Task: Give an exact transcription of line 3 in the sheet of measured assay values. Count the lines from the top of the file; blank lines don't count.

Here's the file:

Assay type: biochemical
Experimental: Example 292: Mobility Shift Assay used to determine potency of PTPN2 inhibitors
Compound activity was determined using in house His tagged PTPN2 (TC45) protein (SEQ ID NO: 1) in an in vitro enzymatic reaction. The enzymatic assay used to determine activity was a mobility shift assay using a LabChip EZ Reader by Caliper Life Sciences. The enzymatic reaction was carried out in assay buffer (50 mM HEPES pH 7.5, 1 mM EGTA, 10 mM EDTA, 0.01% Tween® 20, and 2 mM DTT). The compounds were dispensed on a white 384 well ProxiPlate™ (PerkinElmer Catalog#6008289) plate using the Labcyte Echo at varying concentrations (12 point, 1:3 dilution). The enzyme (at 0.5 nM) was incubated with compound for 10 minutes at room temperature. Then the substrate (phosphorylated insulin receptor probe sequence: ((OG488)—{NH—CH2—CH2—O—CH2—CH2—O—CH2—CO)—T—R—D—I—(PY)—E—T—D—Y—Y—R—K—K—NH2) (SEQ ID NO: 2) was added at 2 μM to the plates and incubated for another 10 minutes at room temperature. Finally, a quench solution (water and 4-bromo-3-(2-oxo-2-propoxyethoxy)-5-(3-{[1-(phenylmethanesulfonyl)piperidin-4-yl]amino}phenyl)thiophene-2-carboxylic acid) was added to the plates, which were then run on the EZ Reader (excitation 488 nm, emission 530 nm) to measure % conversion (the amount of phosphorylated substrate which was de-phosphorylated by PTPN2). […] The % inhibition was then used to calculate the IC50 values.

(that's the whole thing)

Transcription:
Compound activity was determined using in house His tagged PTPN2 (TC45) protein (SEQ ID NO: 1) in an in vitro enzymatic reaction. The enzymatic assay used to determine activity was a mobility shift assay using a LabChip EZ Reader by Caliper Life Sciences. The enzymatic reaction was carried out in assay buffer (50 mM HEPES pH 7.5, 1 mM EGTA, 10 mM EDTA, 0.01% Tween® 20, and 2 mM DTT). The compounds were dispensed on a white 384 well ProxiPlate™ (PerkinElmer Catalog#6008289) plate using the Labcyte Echo at varying concentrations (12 point, 1:3 dilution). The enzyme (at 0.5 nM) was incubated with compound for 10 minutes at room temperature. Then the substrate (phosphorylated insulin receptor probe sequence: ((OG488)—{NH—CH2—CH2—O—CH2—CH2—O—CH2—CO)—T—R—D—I—(PY)—E—T—D—Y—Y—R—K—K—NH2) (SEQ ID NO: 2) was added at 2 μM to the plates and incubated for another 10 minutes at room temperature. Finally, a quench solution (water and 4-bromo-3-(2-oxo-2-propoxyethoxy)-5-(3-{[1-(phenylmethanesulfonyl)piperidin-4-yl]amino}phenyl)thiophene-2-carboxylic acid) was added to the plates, which were then run on the EZ Reader (excitation 488 nm, emission 530 nm) to measure % conversion (the amount of phosphorylated substrate which was de-phosphorylated by PTPN2). […] The % inhibition was then used to calculate the IC50 values.